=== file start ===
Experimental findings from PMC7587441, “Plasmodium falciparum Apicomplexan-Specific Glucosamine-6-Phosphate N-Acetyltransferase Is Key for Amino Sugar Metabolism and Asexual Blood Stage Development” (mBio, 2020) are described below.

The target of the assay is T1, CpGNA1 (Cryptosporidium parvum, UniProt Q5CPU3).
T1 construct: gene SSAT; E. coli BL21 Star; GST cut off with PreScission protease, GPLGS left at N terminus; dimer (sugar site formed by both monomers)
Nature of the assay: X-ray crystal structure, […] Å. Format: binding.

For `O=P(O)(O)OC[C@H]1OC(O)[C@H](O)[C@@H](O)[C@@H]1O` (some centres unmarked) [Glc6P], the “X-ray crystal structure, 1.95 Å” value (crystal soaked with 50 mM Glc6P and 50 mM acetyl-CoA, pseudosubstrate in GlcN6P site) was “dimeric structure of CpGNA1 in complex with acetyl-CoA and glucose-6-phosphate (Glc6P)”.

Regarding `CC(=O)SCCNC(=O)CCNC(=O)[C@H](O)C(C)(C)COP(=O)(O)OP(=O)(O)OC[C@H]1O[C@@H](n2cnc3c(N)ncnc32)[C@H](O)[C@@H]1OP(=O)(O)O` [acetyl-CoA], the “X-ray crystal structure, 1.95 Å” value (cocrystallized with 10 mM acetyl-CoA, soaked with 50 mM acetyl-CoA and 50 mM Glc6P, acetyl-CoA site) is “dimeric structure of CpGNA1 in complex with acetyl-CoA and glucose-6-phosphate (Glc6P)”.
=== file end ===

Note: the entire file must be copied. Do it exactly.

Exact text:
Experimental findings from PMC7587441, “Plasmodium falciparum Apicomplexan-Specific Glucosamine-6-Phosphate N-Acetyltransferase Is Key for Amino Sugar Metabolism and Asexual Blood Stage Development” (mBio, 2020) are described below.

The target of the assay is T1, CpGNA1 (Cryptosporidium parvum, UniProt Q5CPU3).
T1 construct: gene SSAT; E. coli BL21 Star; GST cut off with PreScission protease, GPLGS left at N terminus; dimer (sugar site formed by both monomers)
Nature of the assay: X-ray crystal structure, […] Å. Format: binding.

For `O=P(O)(O)OC[C@H]1OC(O)[C@H](O)[C@@H](O)[C@@H]1O` (some centres unmarked) [Glc6P], the “X-ray crystal structure, 1.95 Å” value (crystal soaked with 50 mM Glc6P and 50 mM acetyl-CoA, pseudosubstrate in GlcN6P site) was “dimeric structure of CpGNA1 in complex with acetyl-CoA and glucose-6-phosphate (Glc6P)”.

Regarding `CC(=O)SCCNC(=O)CCNC(=O)[C@H](O)C(C)(C)COP(=O)(O)OP(=O)(O)OC[C@H]1O[C@@H](n2cnc3c(N)ncnc32)[C@H](O)[C@@H]1OP(=O)(O)O` [acetyl-CoA], the “X-ray crystal structure, 1.95 Å” value (cocrystallized with 10 mM acetyl-CoA, soaked with 50 mM acetyl-CoA and 50 mM Glc6P, acetyl-CoA site) is “dimeric structure of CpGNA1 in complex with acetyl-CoA and glucose-6-phosphate (Glc6P)”.